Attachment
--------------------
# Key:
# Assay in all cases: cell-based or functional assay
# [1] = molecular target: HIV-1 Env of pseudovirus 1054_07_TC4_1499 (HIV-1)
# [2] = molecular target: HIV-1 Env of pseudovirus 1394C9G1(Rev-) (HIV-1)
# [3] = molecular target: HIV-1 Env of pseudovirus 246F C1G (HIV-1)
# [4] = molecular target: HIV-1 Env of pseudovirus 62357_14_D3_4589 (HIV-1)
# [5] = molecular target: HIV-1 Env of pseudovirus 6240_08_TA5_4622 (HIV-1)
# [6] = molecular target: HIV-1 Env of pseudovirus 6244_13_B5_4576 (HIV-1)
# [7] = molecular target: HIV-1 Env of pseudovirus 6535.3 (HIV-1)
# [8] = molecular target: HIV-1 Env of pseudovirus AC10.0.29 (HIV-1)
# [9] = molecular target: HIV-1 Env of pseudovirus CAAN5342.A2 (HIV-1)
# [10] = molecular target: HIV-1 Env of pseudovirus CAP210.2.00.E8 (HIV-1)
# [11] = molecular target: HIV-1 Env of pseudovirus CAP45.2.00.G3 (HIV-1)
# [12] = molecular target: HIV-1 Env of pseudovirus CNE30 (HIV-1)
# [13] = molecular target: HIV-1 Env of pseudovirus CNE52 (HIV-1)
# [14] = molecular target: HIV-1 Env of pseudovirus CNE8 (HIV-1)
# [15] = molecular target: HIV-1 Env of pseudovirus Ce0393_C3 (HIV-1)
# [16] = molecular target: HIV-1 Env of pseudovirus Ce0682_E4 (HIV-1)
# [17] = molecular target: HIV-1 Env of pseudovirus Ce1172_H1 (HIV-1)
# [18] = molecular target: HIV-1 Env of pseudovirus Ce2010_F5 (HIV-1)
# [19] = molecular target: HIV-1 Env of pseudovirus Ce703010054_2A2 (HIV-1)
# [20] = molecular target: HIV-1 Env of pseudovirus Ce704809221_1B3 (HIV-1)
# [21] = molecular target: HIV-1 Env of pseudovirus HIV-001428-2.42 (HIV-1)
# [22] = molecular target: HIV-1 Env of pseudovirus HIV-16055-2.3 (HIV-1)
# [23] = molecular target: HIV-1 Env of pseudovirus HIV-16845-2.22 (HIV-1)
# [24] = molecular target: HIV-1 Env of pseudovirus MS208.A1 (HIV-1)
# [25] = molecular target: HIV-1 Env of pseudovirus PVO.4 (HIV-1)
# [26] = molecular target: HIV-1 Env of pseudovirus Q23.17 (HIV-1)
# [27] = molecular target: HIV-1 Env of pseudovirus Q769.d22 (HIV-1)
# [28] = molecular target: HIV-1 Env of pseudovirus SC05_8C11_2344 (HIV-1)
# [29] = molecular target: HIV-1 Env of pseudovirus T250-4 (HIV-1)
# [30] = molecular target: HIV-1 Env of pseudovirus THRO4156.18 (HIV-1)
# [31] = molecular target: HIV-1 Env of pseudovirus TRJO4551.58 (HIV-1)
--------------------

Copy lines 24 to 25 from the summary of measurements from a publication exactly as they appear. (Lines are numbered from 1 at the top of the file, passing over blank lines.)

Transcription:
# [22] = molecular target: HIV-1 Env of pseudovirus HIV-16055-2.3 (HIV-1)
# [23] = molecular target: HIV-1 Env of pseudovirus HIV-16845-2.22 (HIV-1)